STANCLIFF et al. v. BROWN & WEBB BUILDERS, INC.
In 1996, Ned Stancliff and Mary Stancliff purchased a house in Alpharetta. Brown & Webb Builders, Inc. (“B&W”) built the house and sold it to its original residents, who in turn sold it to the Stancliffs. After moving into their home, the Stancliffs noticed water seeping into the residence around the doors, and the doors and windows began to warp. The Stancliffs suspected the problem was related to the home's synthetic stucco cladding. An inspection revealed that the house was constructed with a type of synthetic stucco cladding known as an Exterior Insulation and Finish System (“EIFS”), which was improperly installed. Further inspection and repair revealed extensive water damage.
The Stancliffs sued B&W, its principals, and Precision Plastering, Inc., the EIFS installer. They claimed B&W was negligent in constructing the home, supervising its subcontractors, and failing to adhere to industry standards. B&W moved for summary judgment and introduced the affidavit of its principal officers stating that the house was constructed by independent contractors, not B&W, and that the principal officers did not supervise the independent contractors or know of any defects in the home. In response to B&W's motion for summary judgment, the Stancliffs introduced the affidavit of an inspector showing that the Stancliffs' residence had suffered damage due to the improper installation of the EIFS, including the failure to install a diverter or flashing on the roof in accordance with the applicable construction code, among other defects in construction. They also submitted the affidavit of Ned Stancliff, who affirmed that the inspection report generated before the Stancliffs purchased the home did not notify them that the house was constructed with an EIFS or that the EIFS was defective. Relying on the affidavits submitted by B&W's officers, the trial court granted B&W's motion for summary judgment, and the Stancliffs appeal. We reverse because genuine issues of material fact remain for the trier of fact.
To prevail on a motion for summary judgment, the moving party must demonstrate that there is no genuine issue of material fact, and that the undisputed facts, viewed in a light most favorable to the party opposing the motion, warrant judgment as a matter of law. OCGA § 9-11-56(c); Lau's Corp. v. Haskins, 261 Ga. 491, 405 S.E.2d 474 (1991). Our review is de novo. Walker v. Virtual Packaging, 229 Ga.App. 124, 493 S.E.2d 551 (1997).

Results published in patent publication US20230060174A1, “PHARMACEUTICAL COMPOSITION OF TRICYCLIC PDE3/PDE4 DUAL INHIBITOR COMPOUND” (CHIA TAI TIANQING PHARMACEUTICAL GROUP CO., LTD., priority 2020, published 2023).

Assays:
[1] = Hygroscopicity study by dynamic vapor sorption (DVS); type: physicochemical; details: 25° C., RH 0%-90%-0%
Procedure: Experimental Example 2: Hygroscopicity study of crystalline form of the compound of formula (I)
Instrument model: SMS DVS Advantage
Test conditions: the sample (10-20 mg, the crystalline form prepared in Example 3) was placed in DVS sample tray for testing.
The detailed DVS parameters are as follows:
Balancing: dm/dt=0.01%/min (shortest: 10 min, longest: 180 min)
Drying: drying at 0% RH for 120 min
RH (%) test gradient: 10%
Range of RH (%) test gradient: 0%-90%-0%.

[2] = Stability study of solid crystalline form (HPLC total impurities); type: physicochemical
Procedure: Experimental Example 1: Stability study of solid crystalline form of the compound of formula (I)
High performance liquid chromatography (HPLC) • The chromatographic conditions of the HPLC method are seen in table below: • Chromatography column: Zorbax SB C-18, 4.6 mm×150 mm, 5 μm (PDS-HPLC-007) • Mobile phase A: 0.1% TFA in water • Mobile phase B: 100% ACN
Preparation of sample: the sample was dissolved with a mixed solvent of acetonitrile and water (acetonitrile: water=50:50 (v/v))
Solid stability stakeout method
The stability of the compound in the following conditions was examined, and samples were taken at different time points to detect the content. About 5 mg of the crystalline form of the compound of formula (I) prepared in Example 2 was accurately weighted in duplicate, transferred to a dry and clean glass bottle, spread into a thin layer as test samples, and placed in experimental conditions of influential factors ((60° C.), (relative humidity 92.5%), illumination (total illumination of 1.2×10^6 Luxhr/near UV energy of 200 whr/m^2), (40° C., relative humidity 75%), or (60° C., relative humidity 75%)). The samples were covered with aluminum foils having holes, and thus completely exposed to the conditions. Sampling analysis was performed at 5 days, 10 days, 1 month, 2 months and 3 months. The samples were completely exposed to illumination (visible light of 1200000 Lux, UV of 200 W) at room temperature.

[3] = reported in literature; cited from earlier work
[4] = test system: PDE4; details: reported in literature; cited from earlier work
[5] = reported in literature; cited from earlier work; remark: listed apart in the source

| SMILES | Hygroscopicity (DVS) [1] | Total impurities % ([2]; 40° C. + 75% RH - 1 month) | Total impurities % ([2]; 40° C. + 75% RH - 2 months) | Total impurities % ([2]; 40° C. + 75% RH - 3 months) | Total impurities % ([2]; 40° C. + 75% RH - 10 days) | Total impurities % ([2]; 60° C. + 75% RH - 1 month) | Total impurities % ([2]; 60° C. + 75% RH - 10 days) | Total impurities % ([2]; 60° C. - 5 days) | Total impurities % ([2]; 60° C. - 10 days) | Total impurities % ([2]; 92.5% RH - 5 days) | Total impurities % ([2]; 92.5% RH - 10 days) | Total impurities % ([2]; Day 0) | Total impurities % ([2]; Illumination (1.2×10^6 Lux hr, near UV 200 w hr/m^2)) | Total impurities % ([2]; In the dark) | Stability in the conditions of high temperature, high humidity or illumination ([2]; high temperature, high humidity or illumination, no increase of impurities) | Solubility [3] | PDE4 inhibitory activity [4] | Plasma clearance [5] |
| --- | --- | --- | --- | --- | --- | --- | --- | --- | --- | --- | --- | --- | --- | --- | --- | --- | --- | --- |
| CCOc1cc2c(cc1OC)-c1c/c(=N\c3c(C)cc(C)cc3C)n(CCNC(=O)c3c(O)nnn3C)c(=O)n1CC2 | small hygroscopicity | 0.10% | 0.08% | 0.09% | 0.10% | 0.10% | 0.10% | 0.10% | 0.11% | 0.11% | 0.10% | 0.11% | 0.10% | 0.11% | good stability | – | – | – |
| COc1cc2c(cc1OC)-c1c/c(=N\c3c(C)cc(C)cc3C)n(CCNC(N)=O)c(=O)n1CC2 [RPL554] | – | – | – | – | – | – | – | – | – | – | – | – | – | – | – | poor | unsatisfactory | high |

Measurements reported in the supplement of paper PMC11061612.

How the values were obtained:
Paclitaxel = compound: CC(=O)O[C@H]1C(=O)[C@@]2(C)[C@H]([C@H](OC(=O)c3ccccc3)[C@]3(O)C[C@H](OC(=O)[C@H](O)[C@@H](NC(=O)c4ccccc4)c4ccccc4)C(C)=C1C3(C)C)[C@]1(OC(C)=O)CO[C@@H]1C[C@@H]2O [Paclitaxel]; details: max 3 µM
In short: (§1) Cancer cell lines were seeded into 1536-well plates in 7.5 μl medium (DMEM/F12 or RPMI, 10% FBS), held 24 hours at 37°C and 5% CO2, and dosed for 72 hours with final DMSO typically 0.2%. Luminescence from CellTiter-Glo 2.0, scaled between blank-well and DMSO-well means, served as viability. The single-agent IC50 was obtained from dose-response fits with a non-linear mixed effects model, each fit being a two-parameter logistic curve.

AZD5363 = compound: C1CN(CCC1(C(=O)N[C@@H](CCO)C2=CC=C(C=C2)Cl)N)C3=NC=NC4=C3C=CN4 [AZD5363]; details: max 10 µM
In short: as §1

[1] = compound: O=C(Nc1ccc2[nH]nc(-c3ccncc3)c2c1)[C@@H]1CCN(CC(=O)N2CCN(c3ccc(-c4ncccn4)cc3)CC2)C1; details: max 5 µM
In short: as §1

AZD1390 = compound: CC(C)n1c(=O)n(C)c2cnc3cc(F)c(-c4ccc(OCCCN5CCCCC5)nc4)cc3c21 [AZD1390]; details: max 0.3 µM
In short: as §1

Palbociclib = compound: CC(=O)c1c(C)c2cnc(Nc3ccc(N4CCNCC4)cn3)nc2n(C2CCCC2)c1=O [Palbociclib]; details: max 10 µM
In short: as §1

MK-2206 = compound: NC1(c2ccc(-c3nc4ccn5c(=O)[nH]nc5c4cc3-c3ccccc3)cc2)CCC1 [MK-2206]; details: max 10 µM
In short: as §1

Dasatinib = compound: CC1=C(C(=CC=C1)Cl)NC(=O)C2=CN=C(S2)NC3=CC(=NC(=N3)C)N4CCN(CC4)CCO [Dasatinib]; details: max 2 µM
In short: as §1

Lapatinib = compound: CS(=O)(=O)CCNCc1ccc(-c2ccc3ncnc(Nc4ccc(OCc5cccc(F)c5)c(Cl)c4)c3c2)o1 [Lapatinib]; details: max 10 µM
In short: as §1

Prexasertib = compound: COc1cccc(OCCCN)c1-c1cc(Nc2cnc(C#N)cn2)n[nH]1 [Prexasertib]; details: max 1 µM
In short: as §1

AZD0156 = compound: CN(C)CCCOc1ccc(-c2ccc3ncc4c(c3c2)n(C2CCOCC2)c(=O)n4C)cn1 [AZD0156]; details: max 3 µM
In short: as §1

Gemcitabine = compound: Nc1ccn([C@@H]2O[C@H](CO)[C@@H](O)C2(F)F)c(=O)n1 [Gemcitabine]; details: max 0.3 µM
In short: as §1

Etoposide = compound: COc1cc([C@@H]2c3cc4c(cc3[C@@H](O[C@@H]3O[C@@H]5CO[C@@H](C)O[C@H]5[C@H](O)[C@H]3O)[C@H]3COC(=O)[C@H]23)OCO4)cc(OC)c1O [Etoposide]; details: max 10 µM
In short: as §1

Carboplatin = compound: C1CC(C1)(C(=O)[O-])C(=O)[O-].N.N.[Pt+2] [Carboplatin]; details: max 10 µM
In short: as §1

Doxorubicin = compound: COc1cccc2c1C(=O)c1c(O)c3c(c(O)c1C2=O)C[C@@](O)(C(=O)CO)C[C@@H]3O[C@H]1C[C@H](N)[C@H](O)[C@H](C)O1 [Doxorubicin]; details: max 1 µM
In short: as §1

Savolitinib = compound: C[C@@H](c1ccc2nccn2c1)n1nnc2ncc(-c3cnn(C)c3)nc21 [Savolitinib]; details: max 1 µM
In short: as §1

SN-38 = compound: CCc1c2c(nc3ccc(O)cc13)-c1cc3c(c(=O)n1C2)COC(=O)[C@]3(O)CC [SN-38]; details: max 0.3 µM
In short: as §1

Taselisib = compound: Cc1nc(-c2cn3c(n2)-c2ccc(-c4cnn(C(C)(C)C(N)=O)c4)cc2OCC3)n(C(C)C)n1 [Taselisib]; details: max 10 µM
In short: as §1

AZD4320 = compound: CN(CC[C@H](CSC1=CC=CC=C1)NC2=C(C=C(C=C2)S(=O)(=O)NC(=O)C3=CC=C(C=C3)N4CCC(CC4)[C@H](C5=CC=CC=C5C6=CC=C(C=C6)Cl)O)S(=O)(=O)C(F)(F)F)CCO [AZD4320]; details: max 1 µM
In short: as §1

The Stancliffs claim that the trial court erred in its order granting summary judgment by relying on Dunant v. Wilmock, Inc., 176 Ga.App. 48, 335 S.E.2d 162 (1985), and in finding Seely v. Loyd H. Johnson Constr. Co., 220 Ga.App. 719, 470 S.E.2d 283 (1996), among other authority, to be inapplicable. We agree that the trial court erred in granting summary judgment to B&W.
We find Seely to be controlling. There, a homeowner sued a builder for negligence in connection with a pipe leak. The builder claimed that the plumbing subcontractors were at fault, and that it had exercised no control or supervision over them. We found, however, that “since the builder-seller holds himself out as having the ability and expertise to build a fit and workmanlike residence, he cannot escape liability simply by claiming that an independent contractor he hired was wholly responsible for the negligent work.” 220 Ga.App. at 720-721(1), 470 S.E.2d 283. We had previously noted that, otherwise, “[i]t would be too easy for a builder-seller of a house to avoid liability by hiring inexperienced crews, providing little or no supervision, and then claiming the culprit of any negligence was an independent contractor.” Hudgins v. Bacon, 171 Ga.App. 856, 862(5), 321 S.E.2d 359 (1984). See also Washington Road Developers v. Weeks, 249 Ga.App. 582, 549 S.E.2d 416 (2001).